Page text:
Bio PictKate Roberts is a Certified Yoga Instructor as well as 200-RYT certified. She began practicing Yoga after being severely injured in a 2000 car crash, when she found that it helped her find ‘balance’ in her life as she recovered from her injuries and completed college. Kate earned a Bachelor’s of Science degree in Human and Health Performance—Health Promotion Option and a Minor in Art at Montana State University Billings in 2010.  Kate recently completed her 200HR Integrative Yoga Therapy training at NamasteWorks Yoga + Wellness adding therapeutic yoga to her teaching skills.  She enjoys gardening, reading, arts-crafts, and walking her dog Maggie.

 

 

 

In What Ways Am I Well?

Health or Sickness

What is it you focus on when asked the question “in what ways do you know you are well?” This question was given to me by one of my teachers, Camille Maurine. It amplifies how our mind works – our tendency to focus on the many ways we are not well. Can you sit with yourself in meditation and truly find the many ways that you are well.

And even beyond that – can you investigate what causes your health with the same wholeheartedness that you do when seeking how you might be ill? Maybe instead of going to the Doctor and filling out forms of your prior illnesses, you could shift the paradigm and fill out pages and pages of what makes you well.

Yoga Therapy RX

NamasteWorks Yoga + Wellness is a place to Discover Yoga as a Healing Art at our private sanctuary located in Highlands Ranch, Colorado. If you would like Discover the secret to your wellness, call Nancy Levenson, Professional Yoga Therapist,  for a private consultation.

Foot Size Doesn’t Matter – Family Day at FREE Yoga in the Park Wednesday, 7.23.2014

Everyone is welcome from babies to adults for our annual Family Day at Free Yoga in the Park.  This event invites everyone regardless of foot size to step on the mat and experience a joyful practice led by Renee Carrillo.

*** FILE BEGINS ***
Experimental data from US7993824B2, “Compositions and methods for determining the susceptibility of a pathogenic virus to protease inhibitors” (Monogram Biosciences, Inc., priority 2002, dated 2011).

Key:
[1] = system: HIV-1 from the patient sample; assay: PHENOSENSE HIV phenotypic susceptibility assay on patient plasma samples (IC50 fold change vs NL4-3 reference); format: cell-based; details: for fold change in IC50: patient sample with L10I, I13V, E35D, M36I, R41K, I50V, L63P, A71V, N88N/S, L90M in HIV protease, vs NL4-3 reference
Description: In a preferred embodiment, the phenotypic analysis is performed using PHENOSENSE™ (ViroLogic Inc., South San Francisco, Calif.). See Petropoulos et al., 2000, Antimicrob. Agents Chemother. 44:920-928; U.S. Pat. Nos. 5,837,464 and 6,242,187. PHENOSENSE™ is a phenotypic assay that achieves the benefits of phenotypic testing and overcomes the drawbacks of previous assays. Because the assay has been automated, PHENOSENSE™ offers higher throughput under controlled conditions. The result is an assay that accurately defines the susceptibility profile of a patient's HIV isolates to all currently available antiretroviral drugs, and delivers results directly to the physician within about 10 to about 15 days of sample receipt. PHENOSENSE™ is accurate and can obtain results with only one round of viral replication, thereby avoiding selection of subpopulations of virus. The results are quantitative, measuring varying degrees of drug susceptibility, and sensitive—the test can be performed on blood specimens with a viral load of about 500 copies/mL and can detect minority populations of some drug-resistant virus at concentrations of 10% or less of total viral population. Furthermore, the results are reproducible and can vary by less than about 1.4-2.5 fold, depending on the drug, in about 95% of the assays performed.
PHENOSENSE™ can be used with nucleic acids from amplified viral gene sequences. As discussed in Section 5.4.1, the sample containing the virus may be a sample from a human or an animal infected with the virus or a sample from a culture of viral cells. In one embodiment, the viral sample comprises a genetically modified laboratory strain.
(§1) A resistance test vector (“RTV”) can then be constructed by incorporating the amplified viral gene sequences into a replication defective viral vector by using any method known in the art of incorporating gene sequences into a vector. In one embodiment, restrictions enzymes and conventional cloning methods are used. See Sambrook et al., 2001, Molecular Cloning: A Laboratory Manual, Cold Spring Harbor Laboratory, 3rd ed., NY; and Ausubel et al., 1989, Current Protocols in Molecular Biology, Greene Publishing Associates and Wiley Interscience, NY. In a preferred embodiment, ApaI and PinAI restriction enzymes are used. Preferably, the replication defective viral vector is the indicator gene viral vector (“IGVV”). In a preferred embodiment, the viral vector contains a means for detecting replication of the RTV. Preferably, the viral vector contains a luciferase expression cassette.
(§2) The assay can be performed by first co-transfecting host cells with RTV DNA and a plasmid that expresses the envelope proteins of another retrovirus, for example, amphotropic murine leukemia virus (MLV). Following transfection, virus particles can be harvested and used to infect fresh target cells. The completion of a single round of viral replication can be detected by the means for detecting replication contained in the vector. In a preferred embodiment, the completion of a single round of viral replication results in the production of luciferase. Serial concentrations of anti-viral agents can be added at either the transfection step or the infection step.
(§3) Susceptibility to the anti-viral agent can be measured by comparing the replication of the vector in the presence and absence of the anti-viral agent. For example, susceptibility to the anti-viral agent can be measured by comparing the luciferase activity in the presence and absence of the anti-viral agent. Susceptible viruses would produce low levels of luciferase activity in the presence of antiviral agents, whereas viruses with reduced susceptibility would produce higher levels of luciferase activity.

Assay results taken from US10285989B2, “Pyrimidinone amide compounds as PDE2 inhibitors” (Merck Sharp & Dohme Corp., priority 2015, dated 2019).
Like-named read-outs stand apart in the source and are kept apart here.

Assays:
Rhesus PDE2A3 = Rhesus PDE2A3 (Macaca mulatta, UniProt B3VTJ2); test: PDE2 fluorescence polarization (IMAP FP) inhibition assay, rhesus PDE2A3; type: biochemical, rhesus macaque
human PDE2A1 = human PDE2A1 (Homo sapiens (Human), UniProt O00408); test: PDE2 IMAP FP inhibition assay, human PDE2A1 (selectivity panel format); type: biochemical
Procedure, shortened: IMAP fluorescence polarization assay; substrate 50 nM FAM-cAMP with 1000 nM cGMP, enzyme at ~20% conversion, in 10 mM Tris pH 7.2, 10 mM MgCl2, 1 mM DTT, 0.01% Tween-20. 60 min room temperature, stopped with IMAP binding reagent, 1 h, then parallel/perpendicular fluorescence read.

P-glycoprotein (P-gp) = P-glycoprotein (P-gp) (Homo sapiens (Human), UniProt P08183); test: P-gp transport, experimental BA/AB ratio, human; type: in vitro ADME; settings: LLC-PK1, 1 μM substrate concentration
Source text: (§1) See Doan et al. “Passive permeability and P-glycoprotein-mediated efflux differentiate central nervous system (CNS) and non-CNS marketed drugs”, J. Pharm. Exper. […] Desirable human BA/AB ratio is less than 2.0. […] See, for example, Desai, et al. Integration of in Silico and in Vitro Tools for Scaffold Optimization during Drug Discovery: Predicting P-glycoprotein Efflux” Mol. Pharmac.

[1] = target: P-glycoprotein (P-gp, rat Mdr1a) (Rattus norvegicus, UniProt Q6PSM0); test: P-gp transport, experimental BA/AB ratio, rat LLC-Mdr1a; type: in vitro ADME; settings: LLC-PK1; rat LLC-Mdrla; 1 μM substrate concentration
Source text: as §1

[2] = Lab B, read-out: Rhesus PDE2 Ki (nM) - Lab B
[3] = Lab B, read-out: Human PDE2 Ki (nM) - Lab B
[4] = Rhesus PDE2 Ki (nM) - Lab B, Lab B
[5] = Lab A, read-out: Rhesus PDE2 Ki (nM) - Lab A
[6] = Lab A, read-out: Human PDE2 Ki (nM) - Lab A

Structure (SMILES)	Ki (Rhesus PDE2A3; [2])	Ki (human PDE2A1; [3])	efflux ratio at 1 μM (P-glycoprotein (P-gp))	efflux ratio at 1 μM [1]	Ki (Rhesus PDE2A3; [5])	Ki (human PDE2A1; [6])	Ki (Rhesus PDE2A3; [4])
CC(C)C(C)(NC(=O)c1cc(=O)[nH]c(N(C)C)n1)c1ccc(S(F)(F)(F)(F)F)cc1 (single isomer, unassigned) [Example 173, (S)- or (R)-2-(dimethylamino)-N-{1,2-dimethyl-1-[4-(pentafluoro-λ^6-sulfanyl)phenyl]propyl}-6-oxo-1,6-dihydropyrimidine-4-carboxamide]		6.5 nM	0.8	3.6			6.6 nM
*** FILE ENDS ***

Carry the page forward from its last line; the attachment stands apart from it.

Renee Carrillo NamasteWorks Yoga in the ParkRenee began practicing yoga several years ago as an alternative to fast-paced cardio activities that started to trigger migraines.  Yoga has lessened the frequency of migraines and helped her make it through extremely stressful times as a caregiver.  After experiencing the relaxation and complete peace that yoga brings to ones entire self, Renee was inspired to share the benefits that yoga has to offer with others. She attended the 200 Hour Integrative Yoga Therapy Training at NamasteWorks Yoga + Wellness with Nancy Levenson.

Renee is passionate about making yoga an experience that people of all ages and abilities are able to explore.  She hopes that people will look inside themselves and discover the amazing ability that we all have within. Renee’s classes are tailored to use breath as a tool to aid in movement of the body and enjoy the experience that is individual to each person.

IF YOU GO: Yoga in the Park takes place in Civic Green Park, 9370 Ridgeline Blvd. in Highlands Ranch, from 8:15-9:15 a.m. Wednesdays and Saturdays through Aug. 16. Arrive 15 minutes early to sign a park waiver and settle onto your mat. Program is sponsored by NamasteWorks Yoga + Wellness and the Highlands Ranch Metro District. Visit www.namasteworksyoga.com for more info and full program schedule.

2014 NamasteWorks Free Yoga in the Park – June 25 – Highlands Ranch

Meet our returning instructor:  Sue Khodarami

Sue Khodarami - Free Yoga in the Park 2012Sue Khodarahmi has been practicing yoga since 1993, and this is her fifth year to meet us all on the mat for Free Yoga in the Park. In 2009, she returned to the classical style of hatha yoga that first inspired her, and received her teaching certification from the Shambhava School of Yoga. Shambhava Yoga draws from the rich tapestry of yogic teachings to explain how to use the circumstances of our own lives to grow consciously, and features breath-focused hatha yoga to help us relax, open and align with the more subtle flow of energy. Her classes are energetic and fun, with an emphasis on core and upper-body strength and flexibility.